Publishers Weekly (c) Copyright PWxyz, LLC. All rights reserved 9780670025596 In the final installment of Harkness's All Souls Trilogy (after Shadow of Night), witch historian Diana Bishop and her vampiric husband, Matthew Clairmont, freshly returned to the present from their sojourn in Elizabethan England, have ample challenges to contend with. They still seek the missing pages of Ashmole 782, the mystical manuscript known as the Book of Life and the key to the origin of all supernatural beings, and now must negotiate the internal politics of Matthew's extended vampire family. Also to be considered is the Congregation of vampires, witches, and daemons, who will not look at all kindly on the impending birth of Matthew and Diana's twin children. Meanwhile, Matthew and Diana are stalked by Matthew's murderous son Benjamin, and to save everyone, Diana must master her skills as a weaver-one of the rarest witch powers. There is no shortage of action in this sprawling sequel, and nearly every chapter brings a wrinkle to the tale. The storytelling is lively and energetic, and Diana remains an appealing heroine even as her life becomes ever more extraordinary. A delightful wrap-up to the trilogy. (July) (c) Copyright PWxyz, LLC. All rights reserved.
Library Journal (c) Copyright 2010. Library Journals LLC, a wholly owned subsidiary of Media Source, Inc. No redistribution permitted. 9780670025596 The eagerly awaited third title in -Harkness's trilogy (A Discovery of Witches; Shadow of Night) picks up right after historian/witch Diana Bishop and vampire scientist -Matthew Clairmont return from the past, and the adventure never lets up until the final page. The need to discover the truth continues to drive Diana in her relentless search for the magical manuscript known as Ashmole 782. Harkness delves more deeply into the political machinations of her world in this outing, weaving in a meaningful message about how ignorance, fear, and misinformation can drive a culture, with ramifications for generations to come. -VERDICT History, science, and the unpredictable actions of paranormal characters with hidden agendas all swirl together to create a not-to-be-missed finale to a stellar paranormal series. Readers new to the trilogy should read the novels in order, as an understanding of past events and the players involved is essential for full enjoyment of this final book. [See Prepub Alert, 1/10/14.]-Crystal Renfro, Georgia Inst. of Technology Lib. & Information Ctr., Atlanta (c) Copyright 2014. Library Journals LLC, a wholly owned subsidiary of Media Source, Inc. No redistribution permitted.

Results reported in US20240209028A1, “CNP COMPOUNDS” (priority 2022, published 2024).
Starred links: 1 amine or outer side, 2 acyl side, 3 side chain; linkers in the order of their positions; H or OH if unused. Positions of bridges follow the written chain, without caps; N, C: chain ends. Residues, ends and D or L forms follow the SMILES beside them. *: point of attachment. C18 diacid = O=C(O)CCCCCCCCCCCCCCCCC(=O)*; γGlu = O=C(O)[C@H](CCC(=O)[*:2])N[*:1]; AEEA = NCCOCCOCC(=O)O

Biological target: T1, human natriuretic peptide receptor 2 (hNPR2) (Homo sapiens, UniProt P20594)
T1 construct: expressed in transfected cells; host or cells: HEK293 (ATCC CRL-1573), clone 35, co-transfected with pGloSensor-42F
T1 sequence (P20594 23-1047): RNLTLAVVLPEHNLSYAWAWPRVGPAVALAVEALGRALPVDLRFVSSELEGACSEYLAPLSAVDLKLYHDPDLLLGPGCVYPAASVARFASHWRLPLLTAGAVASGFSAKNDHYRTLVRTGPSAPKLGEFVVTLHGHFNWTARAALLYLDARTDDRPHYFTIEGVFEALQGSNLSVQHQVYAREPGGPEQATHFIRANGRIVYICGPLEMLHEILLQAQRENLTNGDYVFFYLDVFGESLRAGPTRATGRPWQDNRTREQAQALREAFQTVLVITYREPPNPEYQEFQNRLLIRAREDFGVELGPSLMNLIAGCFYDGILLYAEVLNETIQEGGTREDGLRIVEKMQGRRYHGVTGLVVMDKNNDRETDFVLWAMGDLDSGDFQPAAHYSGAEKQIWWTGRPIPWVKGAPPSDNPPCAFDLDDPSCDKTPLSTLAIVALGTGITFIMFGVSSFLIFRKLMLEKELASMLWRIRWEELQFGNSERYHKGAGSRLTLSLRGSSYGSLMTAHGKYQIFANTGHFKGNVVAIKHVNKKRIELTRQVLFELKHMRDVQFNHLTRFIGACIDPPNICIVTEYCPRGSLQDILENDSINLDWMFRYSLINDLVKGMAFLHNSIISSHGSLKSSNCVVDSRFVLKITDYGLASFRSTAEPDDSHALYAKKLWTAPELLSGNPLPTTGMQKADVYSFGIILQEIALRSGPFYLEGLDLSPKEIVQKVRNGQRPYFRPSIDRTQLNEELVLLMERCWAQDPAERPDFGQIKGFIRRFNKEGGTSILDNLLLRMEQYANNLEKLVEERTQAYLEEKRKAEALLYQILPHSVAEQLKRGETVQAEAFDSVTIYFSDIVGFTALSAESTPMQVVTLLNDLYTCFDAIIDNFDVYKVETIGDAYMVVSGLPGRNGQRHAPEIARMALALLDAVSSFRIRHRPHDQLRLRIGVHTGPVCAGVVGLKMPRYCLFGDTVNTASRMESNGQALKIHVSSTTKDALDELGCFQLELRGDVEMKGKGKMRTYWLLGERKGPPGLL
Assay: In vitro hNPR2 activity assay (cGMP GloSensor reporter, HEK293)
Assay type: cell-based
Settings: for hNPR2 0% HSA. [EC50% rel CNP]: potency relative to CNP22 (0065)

Library Journal (c) Copyright 2010. Library Journals LLC, a wholly owned subsidiary of Media Source, Inc. No redistribution permitted. 9780316206877 As we all know, Galbraith's first Cormoran Strike novel won great reviews but not great sales until it was revealed that Galbraith was actually J.K. Rowling. Wouldn't you know a famous novelist is at the heart of this second Strike outing. When Owen Quine disappears, his wife assumes that he's on one of his little escapades and asks Strike to find him and bring him home. But as Strike discovers, Quine has just finished a novel full of nasty portraits of people he knows, and one of them may have wanted to finish him off. Just announced but out in June. (c) Copyright 2014. Library Journals LLC, a wholly owned subsidiary of Media Source, Inc. No redistribution permitted.